On the Solander Whaling Ground, by Frank Bullen

from Idylls of the Sea

A bright sunny morning; the gentle north-easterly breeze just keeping the sails full as the lumbering whaling-barque "Splendid" dips jerkily to the old southerly swell. Astern, the blue hills around Preservation Inlet [Footnote: Preservation Inlet … Solander (island) … Foveaux (strait) … Stewart Island: places situated on or near the southern end of New Zealand.] lie shimmering in the soft spring sunlight, and on the port beam the mighty pillar of the Solander Rock, lying off the south-western extremity of the New Zealand, is sharply outlined against the steel-blue sky. Far beyond that stern sentinel, the converging shores of Foveaux Strait are just discernible in dim outline through a low haze. Ahead the jagged and formidable rocks of Stewart Island, bathed in a mellow golden glow, give no hint of their terrible appearance what time the Storm-fiend of the south-west cries havoc and urges on his chariot of war.

The keen-eyed Kanaka [Footnote: Kanaka: a native of the Sandwich Islands.] in the fore crow's nest [Footnote: Crow's nest: a perch near the top of the mast to shelter the man on the lookout.] shades his eyes with his hand, peering earnestly out on the weather bow at something which has attracted his attention. A tiny plume of vapor rises from the blue hollows about ten miles away, but so faint and indefinable that it may be only a breaking wavelet's crest caught by the cross wind. Again that little bushy jet breaks the monotony of the sea; but this time there is no mistaking it. Emerging diagonally from the water, not high and thin, but low and spreading, it is an infallible indication to those piercing eyes of the presence of a sperm-whale. The watcher utters a long, low musical cry, "Blo-o-o-o-w," which penetrates the gloomy recesses of the fo'ksle [Footnote: Fo'ksle: the forward part of the vessel, under the deck, where the sailors live.] and cuddy, [Footnote: Cuddy: small cabin.] where the slumberers immediately engage in fierce conflict with whales of a size never seen by waking eyes. The officer and white seamen at the main now take up the cry, and in a few seconds all hands are swiftly yet silently preparing to leave the ship. She is put about, making a course which shortly brings her a mile or two to windward of the slowly-moving cachalot. Now it is evident that no solitary whale is in sight, but a great school, gambolling in the bright spray. One occasionally, in pure exuberance of its tremendous vitality, springs twenty feet into the clear air, and falls, a hundred tons of massive flesh, with earthquake-like commotion, back into the sea.

Having got the weather-gage, the boats are lowered; sail is immediately set, and, like swift huge-winged birds, they swoop down upon the prey. Driving right upon the back of the nearest monster, two harpoons are plunged into his body up to the "hitches." [Footnote: Hitches: a knot or noose that can be readily undone.] The sheet [Footnote: Sheet: the rope that regulates the angle of the sail.] is at once hauled aft, [Footnote: Hauled aft: hauled toward the stern of the ship.] and the boat flies up into the wind; while the terrified cetacean [Footnote: Cetacean: marine mammal.] vainly tries, by tremendous writhing and plunging, to rid himself of the barbed weapon. The mast is unshipped, and preparation made to deliver the coup de grace. [Footnote: Coup de grace: the decisive, finishing stroke.] But finding his efforts futile, the whale has sounded, and his reappearance must be awaited. Two boats' lines are taken out before the slackening comes, and he slowly rises again. Faster and faster the line comes in; the blue depths turn a creamy white, and it is "Stern all" for dear life. Up he comes, with jaws gaping twenty feet wide, gleaming teeth and livid, cavernous throat glittering in the brilliant light. But the boat's crew are seasoned hands, to whom this dread sight is familiar, and orders are quietly obeyed, the boat backing, circling and darting ahead like a sentient thing under their united efforts. So the infuriated mammal is baffled and dodged, while thrust after thrust of the long lances are got home, and streamlets of blood trickling over the edges of his spouthole give warning that the end is near. A few wild circlings at tremendous speed, jaws clashing and blood foaming in torrents from the spiracle, [Footnote: Spiracle: the nostril of a whale.] one mighty leap into the air, and the ocean monarch is dead. He lies just awash, gently undulated by the long, low swell, one pectoral fin slowly waving like some great stray leaf of Fucus gigantea. [Footnote: Fucus gigantea: fucus is a kind of tough seaweed.] A hole is cut through the fluke and the line secured to it. The ship, which has been working to windward during the conflict, runs down and receives the line; and in a short time the great inert mass is hauled alongside and secured by the fluke [Footnote: Fluke: one of the lobes of a whale's tail.] chain.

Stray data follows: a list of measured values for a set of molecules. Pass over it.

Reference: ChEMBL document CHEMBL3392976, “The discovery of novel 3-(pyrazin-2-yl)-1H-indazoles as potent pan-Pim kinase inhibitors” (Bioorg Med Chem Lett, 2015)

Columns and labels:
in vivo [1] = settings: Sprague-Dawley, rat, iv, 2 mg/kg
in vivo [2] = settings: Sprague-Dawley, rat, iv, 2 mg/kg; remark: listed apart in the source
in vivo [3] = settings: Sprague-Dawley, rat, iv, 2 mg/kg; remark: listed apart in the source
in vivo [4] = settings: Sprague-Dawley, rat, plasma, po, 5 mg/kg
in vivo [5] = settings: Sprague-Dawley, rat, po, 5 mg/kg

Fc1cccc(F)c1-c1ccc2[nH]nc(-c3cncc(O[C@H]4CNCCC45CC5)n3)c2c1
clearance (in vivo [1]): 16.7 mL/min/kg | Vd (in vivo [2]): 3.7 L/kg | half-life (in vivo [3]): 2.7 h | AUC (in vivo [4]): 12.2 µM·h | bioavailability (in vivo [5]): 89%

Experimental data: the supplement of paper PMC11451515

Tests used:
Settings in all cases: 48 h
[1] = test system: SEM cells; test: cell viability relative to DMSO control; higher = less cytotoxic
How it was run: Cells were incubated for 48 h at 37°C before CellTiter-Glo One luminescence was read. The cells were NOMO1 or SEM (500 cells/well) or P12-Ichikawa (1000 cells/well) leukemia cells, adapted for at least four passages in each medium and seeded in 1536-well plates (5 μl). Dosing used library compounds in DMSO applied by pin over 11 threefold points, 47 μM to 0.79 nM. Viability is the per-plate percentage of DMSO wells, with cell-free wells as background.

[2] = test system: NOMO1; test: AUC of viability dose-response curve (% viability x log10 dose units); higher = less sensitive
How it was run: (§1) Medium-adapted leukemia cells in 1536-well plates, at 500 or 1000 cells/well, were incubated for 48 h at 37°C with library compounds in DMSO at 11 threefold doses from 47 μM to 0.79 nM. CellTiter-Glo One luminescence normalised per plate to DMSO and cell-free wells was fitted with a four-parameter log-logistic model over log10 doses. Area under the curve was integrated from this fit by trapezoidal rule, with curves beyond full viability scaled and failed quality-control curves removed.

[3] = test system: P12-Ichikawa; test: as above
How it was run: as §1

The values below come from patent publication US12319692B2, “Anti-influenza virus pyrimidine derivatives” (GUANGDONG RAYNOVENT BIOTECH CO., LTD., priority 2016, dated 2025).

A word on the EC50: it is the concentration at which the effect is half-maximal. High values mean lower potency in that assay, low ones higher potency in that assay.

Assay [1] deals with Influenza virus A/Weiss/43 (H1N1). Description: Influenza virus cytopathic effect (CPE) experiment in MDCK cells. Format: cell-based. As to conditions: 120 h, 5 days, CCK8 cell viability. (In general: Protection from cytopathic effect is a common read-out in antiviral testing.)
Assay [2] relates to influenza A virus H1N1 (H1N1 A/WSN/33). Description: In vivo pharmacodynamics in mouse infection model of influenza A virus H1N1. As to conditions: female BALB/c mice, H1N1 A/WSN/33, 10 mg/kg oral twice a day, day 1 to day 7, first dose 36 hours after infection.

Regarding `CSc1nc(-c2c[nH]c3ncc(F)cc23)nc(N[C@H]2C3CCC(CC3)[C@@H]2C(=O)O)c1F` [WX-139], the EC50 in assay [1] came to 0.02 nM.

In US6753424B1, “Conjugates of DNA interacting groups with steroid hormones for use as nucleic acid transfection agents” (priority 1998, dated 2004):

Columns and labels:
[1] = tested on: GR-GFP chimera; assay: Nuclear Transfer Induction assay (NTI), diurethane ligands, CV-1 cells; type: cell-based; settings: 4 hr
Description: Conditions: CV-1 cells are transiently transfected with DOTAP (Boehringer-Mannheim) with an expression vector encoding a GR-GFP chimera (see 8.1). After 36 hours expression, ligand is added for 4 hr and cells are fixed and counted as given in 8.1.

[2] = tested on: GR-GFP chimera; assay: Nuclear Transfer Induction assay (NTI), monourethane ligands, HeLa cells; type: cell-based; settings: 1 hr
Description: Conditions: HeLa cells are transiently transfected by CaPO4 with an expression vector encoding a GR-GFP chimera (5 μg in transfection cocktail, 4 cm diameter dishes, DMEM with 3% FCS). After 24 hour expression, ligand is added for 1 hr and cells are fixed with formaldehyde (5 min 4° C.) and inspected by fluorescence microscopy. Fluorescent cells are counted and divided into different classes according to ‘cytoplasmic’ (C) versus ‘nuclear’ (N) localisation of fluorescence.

The vessel, bound to that immense body, can only crawl tortoise-like before the wind—lucky, indeed, to have a harbor ahead where the whale may be cut in, even though it be forty miles away. Without that refuge available, she could not hope to keep the sea and hold her prize through the wild weather, now so near. The breeze is freshening fast, and all sail is made for Port William. So slow is the progress, that it is past midnight before that snug shelter is reached, although for the last four hours the old ship is terribly tried and strained by the press of sail carried to such a gale.

—FRANK BULLEN.

[Footnote: Show how the rapid action in the narrative makes it more dramatic. Why does the danger of the enterprise take so small a part in the narrative? Can you characterize this kind of description?]

Louise de la Ramee